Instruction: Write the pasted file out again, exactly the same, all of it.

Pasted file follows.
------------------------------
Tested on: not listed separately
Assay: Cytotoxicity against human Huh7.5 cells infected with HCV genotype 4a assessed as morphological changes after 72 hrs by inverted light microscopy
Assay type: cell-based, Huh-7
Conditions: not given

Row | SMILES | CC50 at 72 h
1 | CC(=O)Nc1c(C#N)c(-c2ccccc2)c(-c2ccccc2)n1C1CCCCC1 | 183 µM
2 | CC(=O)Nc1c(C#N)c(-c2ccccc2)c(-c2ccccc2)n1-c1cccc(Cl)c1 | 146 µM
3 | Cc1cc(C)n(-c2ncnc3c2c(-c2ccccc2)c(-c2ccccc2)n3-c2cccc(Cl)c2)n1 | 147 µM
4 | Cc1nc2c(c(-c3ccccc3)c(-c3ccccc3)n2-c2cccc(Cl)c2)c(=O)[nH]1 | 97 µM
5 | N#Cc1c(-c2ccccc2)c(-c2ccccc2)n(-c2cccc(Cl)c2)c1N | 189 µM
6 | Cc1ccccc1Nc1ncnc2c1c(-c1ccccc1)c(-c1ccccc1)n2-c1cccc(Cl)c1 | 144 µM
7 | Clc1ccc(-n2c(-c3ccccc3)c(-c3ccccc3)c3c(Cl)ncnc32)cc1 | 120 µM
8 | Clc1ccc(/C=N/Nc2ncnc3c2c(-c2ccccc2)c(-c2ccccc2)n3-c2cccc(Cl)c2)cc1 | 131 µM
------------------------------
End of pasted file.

Tested on: not listed separately
Assay: Cytotoxicity against human Huh7.5 cells infected with HCV genotype 4a assessed as morphological changes after 72 hrs by inverted light microscopy
Assay type: cell-based, Huh-7
Conditions: not given

Row | SMILES | CC50 at 72 h
1 | CC(=O)Nc1c(C#N)c(-c2ccccc2)c(-c2ccccc2)n1C1CCCCC1 | 183 µM
2 | CC(=O)Nc1c(C#N)c(-c2ccccc2)c(-c2ccccc2)n1-c1cccc(Cl)c1 | 146 µM
3 | Cc1cc(C)n(-c2ncnc3c2c(-c2ccccc2)c(-c2ccccc2)n3-c2cccc(Cl)c2)n1 | 147 µM
4 | Cc1nc2c(c(-c3ccccc3)c(-c3ccccc3)n2-c2cccc(Cl)c2)c(=O)[nH]1 | 97 µM
5 | N#Cc1c(-c2ccccc2)c(-c2ccccc2)n(-c2cccc(Cl)c2)c1N | 189 µM
6 | Cc1ccccc1Nc1ncnc2c1c(-c1ccccc1)c(-c1ccccc1)n2-c1cccc(Cl)c1 | 144 µM
7 | Clc1ccc(-n2c(-c3ccccc3)c(-c3ccccc3)c3c(Cl)ncnc32)cc1 | 120 µM
8 | Clc1ccc(/C=N/Nc2ncnc3c2c(-c2ccccc2)c(-c2ccccc2)n3-c2cccc(Cl)c2)cc1 | 131 µM